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Asian shares mainly higher, BoJ stands pat on easing

Asian markets were mainly higher on Wednesday, with Tokyo reversing early losses after the Bank of Japan said it was winning the war against deflation and delayed injecting fresh stimulus into Asia's number two economy.

HONG KONG: Asian markets were mainly higher on Wednesday, with Tokyo reversing early losses after the Bank of Japan said it was winning the war against deflation and delayed injecting fresh stimulus into Asia's number two economy.

The yen saw a brief rally before easing again after Japan's central bank decided to refrain from adding to its already-huge asset buying programme following a two-day policy meeting.

The dollar bought 104.37 yen, from 104.28 yen shortly before the BoJ announcement.

Wall Street provided a soft lead on its first trading day of the week on Tuesday owing to an underwhelming slate of corporate earnings and despite an upward revision of the International Monetary Fund's global growth outlook.

Tokyo closed 0.16 percent higher on Wednesday, rising 25 points to 15,820.96, while Sydney eased 0.22 percent, or 11.7 points, to close at 5,319.8 after the release of stronger than expected inflation data.

Seoul gained 0.33 percent, or 6.53 points, to end at 1,970.42.

Shanghai surged 2.16 percent, or 43.44 points, to close at 2,051.75, while Hong Kong added 0.21 percent, or 49.13 points, to 23,082.25.

The policy board of Japan's central bank decided unanimously to refrain from adding fresh stimulus to combat deflation, with analysts expecting more easing measures later in the year after policymakers gauge the effect of an April sales tax increase.

The BoJ retained its forecast that the long-sluggish economy would expand about 2.7 percent in the year to March, saying it "continued to recover moderately", while it also stuck with its 2.0 percent inflation target.

In forex trade, the euro fetched $1.3540 and 141.31 yen against $1.3559 and 141.46 yen in late New York trade.

Chinese shares benefited from positive sentiment on Wednesday after the country's central bank injected funds into the money market.

The People's Bank of China injected 255 billion yuan ($42.1 billion) worth of funds into the interbank market on Tuesday to ease a cash crunch before the Chinese New Year holiday.

"The impact of the capital injection may last for a few days, and with controls on new listings keeping the market from becoming unsustainably exuberant, investors are becoming more willing to park their money in the stock market," Zheshang Securities analyst Zhang Yanbing told Dow Jones Newswires.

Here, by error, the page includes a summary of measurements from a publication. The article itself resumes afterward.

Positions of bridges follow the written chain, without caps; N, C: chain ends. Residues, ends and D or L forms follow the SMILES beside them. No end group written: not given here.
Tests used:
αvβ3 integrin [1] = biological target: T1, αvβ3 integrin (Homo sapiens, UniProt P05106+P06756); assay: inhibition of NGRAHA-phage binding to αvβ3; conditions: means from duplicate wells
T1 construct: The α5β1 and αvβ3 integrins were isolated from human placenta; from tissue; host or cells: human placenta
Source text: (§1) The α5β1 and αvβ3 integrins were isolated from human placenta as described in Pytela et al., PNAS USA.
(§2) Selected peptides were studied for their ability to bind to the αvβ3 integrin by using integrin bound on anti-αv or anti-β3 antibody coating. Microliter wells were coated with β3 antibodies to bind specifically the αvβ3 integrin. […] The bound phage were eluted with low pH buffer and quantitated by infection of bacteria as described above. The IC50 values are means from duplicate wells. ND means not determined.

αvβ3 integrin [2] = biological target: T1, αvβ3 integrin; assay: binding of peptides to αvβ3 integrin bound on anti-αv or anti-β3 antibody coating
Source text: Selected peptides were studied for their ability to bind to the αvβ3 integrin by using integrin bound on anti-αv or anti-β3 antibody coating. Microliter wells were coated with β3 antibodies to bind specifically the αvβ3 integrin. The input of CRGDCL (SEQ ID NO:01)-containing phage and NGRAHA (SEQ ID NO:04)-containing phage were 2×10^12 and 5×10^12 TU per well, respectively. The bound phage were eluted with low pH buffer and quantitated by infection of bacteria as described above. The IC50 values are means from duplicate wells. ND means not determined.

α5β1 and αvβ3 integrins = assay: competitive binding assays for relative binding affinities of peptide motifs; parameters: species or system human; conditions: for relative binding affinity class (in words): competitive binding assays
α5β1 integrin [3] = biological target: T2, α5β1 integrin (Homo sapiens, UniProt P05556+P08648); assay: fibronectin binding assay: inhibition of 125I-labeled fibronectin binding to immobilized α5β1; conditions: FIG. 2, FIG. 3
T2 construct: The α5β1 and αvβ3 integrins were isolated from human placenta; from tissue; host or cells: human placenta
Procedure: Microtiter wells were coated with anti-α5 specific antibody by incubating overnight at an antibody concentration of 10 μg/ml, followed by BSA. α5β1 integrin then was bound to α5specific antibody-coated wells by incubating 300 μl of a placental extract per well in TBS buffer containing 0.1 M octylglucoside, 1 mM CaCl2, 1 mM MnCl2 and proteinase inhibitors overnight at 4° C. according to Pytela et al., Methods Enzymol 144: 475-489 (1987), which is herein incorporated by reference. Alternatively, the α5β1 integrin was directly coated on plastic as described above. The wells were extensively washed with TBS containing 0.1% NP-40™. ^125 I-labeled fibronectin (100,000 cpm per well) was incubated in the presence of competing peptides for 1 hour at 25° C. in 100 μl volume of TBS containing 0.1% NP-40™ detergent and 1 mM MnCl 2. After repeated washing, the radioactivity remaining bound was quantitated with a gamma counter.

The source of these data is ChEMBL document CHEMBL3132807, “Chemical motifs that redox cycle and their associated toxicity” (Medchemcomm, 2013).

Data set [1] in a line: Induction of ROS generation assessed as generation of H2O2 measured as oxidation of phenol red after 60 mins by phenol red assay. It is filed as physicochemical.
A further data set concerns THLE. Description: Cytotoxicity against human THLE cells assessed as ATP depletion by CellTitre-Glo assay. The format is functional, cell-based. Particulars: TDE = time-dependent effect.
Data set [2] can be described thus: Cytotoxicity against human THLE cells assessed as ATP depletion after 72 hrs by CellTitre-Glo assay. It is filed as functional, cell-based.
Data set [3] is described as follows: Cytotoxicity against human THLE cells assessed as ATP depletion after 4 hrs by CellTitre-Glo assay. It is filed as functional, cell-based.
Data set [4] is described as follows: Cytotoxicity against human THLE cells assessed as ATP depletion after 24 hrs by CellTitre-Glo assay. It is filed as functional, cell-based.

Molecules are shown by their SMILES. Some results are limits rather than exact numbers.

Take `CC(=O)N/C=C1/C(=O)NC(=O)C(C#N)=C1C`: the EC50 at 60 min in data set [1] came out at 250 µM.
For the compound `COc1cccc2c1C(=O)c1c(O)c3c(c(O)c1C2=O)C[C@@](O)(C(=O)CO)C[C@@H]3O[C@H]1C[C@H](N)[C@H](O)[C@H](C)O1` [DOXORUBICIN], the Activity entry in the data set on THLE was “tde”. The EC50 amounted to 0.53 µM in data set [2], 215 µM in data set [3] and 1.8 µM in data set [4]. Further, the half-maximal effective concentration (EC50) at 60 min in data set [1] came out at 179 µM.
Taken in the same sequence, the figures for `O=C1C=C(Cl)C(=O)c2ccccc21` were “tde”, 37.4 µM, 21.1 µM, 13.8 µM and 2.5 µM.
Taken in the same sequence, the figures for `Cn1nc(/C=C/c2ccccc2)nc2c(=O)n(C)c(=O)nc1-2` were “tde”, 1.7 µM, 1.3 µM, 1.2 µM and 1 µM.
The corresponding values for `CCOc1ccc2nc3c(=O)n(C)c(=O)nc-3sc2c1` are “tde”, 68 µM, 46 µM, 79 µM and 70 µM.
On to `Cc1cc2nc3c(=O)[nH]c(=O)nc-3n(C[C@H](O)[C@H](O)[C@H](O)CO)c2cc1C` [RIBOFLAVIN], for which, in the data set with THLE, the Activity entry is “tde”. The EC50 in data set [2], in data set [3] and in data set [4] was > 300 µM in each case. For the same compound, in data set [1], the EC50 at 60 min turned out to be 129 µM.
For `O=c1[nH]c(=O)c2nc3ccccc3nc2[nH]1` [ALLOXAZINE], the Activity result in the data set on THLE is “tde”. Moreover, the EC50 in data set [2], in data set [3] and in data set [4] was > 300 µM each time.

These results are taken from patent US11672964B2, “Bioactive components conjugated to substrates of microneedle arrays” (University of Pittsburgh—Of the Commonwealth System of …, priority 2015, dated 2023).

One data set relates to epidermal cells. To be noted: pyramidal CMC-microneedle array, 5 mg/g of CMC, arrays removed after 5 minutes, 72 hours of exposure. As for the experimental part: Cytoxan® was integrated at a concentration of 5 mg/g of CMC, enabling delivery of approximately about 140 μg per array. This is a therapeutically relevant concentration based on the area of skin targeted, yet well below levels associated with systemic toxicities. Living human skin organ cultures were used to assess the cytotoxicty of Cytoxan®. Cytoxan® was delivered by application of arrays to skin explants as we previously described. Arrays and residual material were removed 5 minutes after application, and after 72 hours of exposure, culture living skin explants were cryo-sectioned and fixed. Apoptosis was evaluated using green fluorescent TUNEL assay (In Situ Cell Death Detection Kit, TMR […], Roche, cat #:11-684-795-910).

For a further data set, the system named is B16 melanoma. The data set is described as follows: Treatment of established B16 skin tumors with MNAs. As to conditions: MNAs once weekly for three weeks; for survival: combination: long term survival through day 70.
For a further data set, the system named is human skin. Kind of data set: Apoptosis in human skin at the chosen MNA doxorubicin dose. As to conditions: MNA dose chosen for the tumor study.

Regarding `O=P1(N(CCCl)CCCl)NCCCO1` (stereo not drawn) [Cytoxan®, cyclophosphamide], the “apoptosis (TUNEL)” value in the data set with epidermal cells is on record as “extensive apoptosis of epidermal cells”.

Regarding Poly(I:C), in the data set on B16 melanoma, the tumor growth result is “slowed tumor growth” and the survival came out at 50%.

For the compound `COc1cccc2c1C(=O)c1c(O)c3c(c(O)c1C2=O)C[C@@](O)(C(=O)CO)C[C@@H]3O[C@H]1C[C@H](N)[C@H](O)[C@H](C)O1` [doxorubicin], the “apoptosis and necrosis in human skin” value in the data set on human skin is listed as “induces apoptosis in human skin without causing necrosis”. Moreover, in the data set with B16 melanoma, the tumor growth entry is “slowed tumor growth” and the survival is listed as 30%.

US shares ended mixed as investors returned from a long holiday weekend. The Dow eased 0.27 percent, while the S&P 500 rose 0.28 percent and the Nasdaq added 0.67 percent.

Economists said the first batch of earnings reports had come in below par, with fewer than usual companies beating expectations, while those that did gave mediocre outlooks.

The next major event in the United States is next week's Federal Reserve policy meeting, its first since it announced in December that it would cut its bond-buying by $10 billion a month to $75 billion.

"Although US job creation slowed markedly last month, many investors suspect that the Fed has seen enough general improvement in the US economy to dial back on stimulus, perhaps by another $10 billion to $65 billion," said Joe Manimbo, senior market analyst at Western Union Business Solutions.

There was some upbeat news, with the IMF raising its estimate for world economic growth this year to 3.7 percent from an earlier forecast of 3.6 percent. However, it said the rebound in advanced economies was uneven and warned of the threat of deflation.

On oil markets, New York's main contract, West Texas Intermediate for March delivery, was up 49 cents at $95.46 a barrel in morning trade. Brent crude for March rose 47 cents to $107.20.

Gold fetched $1,239.88 at 1106 GMT compared with $1,247.89 late Tuesday.

In other markets:

-- Jakarta closed up 0.56 percent, or 24.99 points, at 4,477.45.
Carmaker Astra International rose 0.74 percent to 6,800 rupiah, while state miner Aneka Tambang fell 0.93 percent to 1,070 rupiah.

-- Bangkok fell 0.20 percent, or 2.61 points, to 1,290.49.
Siam Cement gained 0.50 percent to 402.00 baht, while Airports of Thailand dropped 1.84 percent to 160.00 baht.

-- Singapore was flat, easing only 0.02 of a point to close at 3,133.74.
Real estate developer Capitaland gained 0.35 percent to S$2.90 while DBS Bank was down 1.27 percent to S$17.15.

-- Kuala Lumpur lost 1.24 points, or 0.07 percent, to close at 1,814.10.
Financial firm CIMB Group Holdings shed 1.4 percent to 7.01 ringgit, while UEM Sunrise eased 2.4 percent to 2.07. Palm oil producer Felda Global Ventures Holdings gained 2.3 percent to 4.47 ringgit.

-- Taipei rose 25.40 points, or 0.30 percent, to 8,625.3.
Taiwan Semiconductor Manufacturing Co was 0.94 percent higher at T$107.5 while leading chip design house MediaTek gained 2.84 percent to T$399.0

-- Wellington was up 0.58 percent, or 28.67 points, at 4,950.34.
Telecom Corp rose 0.42 percent to NZ$2.39 while Fletcher Building gained 1.10 percent to NZ$9.16.

-- Manila rose 2.00 percent, or 120.62 points, to 6,139.86.
Philippine Long Distance Telephone rose 1.23 percent to 2,796.00 pesos and SM Investments added 1.28 percent to 712.00 pesos, while Ayala Land was 3.0 percent up at 27.50 pesos.

-- Mumbai gained 0.41 percent, or 86.55 points, to 21,337.67.

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